What Women Are Not Being Told About Pregnancy-Related Pain
It is estimated that at least 50% of women who are pregnant will experience low back or pelvic girdle pain during pregnancy. It is a fairly common expectation of pregnancy. Our bodies change as baby (or babies) grow and we experience changes in hormones, potential changes in sleep patterns and changes in the mechanical function of our bodies. No surprise that aches and pains arise, right?
It is ok to acknowledge this potential pain and discomfort as long as we are also keeping women well informed about the fact that there is help with it during pregnancy. That is often the missing piece that women are not being told: common pregnancy-related pain should not be considered “normal” pain that you just have to deal with. In fact, some of those aches and pains can continue to progress after pregnancy into postpartum, so beginning to address them early is, at the very least, providing your body with help from the onset.
Several months ago I was invited by Tara of Organic Birthing Hypnobirthing to provide a few quick tips on how to help with pregnancy-related pain. Below you’ll find the tips I discussed and a video showing you how to safely and comfortably practice these poses. Of course, there are more than just three, but for many, these three are a great start to relieving discomfort.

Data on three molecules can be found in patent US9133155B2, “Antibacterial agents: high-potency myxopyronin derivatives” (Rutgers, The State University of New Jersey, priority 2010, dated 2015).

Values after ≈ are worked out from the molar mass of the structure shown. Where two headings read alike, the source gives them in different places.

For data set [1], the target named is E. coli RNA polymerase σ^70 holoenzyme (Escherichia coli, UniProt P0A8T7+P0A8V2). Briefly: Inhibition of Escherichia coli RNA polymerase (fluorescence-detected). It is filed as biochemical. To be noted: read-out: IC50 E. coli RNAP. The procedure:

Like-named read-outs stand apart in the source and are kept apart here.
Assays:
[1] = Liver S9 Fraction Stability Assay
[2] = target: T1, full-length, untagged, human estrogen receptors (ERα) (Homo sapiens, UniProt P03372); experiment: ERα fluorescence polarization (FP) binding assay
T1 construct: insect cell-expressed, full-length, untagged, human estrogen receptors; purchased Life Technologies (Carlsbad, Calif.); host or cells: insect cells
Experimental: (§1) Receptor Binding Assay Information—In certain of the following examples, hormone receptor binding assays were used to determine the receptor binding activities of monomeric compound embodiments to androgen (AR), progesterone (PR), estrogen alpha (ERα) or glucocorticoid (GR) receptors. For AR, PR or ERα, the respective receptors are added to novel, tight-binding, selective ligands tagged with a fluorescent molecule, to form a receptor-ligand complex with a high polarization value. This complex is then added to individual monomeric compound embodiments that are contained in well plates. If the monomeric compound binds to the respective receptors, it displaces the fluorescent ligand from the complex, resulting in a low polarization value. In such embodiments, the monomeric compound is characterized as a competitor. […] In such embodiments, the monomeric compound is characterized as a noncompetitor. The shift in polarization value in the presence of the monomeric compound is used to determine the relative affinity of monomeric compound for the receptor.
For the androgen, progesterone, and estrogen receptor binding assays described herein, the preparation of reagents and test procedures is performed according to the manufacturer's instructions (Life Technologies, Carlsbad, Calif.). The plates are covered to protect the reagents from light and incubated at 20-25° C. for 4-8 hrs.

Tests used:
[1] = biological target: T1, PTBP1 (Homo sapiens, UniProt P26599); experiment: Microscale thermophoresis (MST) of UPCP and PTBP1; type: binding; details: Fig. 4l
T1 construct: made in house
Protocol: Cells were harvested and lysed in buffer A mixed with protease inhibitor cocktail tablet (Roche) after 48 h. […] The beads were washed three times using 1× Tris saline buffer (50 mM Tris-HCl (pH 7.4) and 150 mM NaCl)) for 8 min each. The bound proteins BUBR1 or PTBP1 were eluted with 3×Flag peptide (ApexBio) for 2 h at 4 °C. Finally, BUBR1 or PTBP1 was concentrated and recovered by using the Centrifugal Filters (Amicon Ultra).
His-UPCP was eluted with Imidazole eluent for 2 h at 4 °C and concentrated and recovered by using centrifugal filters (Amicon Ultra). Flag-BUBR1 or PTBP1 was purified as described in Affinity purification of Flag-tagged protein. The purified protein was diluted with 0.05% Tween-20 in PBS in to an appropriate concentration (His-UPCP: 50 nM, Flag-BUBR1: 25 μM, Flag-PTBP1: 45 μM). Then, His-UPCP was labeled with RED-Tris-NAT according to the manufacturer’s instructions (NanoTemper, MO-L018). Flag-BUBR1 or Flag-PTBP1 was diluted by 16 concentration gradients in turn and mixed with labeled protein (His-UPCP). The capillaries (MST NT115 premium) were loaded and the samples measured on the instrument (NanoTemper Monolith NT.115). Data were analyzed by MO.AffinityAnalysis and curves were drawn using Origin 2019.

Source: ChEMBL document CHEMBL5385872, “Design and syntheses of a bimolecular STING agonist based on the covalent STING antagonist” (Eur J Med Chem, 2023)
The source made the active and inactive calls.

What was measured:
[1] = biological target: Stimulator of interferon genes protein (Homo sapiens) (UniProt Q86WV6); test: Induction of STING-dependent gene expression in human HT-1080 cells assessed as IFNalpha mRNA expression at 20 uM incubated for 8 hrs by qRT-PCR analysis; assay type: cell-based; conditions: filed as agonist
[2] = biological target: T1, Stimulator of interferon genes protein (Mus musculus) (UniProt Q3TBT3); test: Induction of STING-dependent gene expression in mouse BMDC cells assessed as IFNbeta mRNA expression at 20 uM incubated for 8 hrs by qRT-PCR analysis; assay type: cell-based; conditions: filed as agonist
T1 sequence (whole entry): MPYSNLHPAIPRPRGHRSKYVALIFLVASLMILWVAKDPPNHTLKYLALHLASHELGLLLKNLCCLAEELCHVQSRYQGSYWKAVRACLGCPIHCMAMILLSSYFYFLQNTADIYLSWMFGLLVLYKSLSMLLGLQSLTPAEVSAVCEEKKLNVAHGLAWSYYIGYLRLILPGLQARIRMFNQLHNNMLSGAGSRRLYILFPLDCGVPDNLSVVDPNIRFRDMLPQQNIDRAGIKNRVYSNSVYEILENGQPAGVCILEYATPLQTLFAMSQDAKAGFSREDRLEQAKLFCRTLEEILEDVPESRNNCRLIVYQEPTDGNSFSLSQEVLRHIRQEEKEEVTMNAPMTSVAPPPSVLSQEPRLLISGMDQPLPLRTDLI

(More of a visual learner? Keep scrolling for the video version)
“Hug the Baby”
This movement is used to activate the low core muscles and create movement in the belly. During pregnancy, many women feel that they lose connection to their core (abdominal) muscles. This gentle contraction of the low core provides a nice movement of the belly and helps to keep the core “connected.” It is a myth that women cannot keep their core connected and strong during pregnancy.
Yogis will appreciate the benefits of this position. A slight widening of the legs can help to create room for baby. This position provides a nice stretch along the back down around the sacrum and into the hips.
The deep squat is great for stretching the hips and the pelvic floor. It is an important stretch to include in birth preparation. This squat takes the pelvis straight down toward the floor, as where a basic squat is often done with a posture as if one was getting ready to sit in a chair. This stretch should always be done carefully, so holding onto a chair or non-movable support is fine. This can also be modified as the pregnancy progresses or if the full squat is not attainable.
Remember: especially when stretching and exercising as an expecting mom, keep incorporating breath. Breathe through the movement and listen to your body.
Dr. Robyn Wilhelm, PT, DPT is a perinatal and pelvic Physical Therapist specializing in pelvic floor and women’s health physical therapy. Connect with Dr. Wilhelm on her practice website: http://www.wilhelmpt.com.
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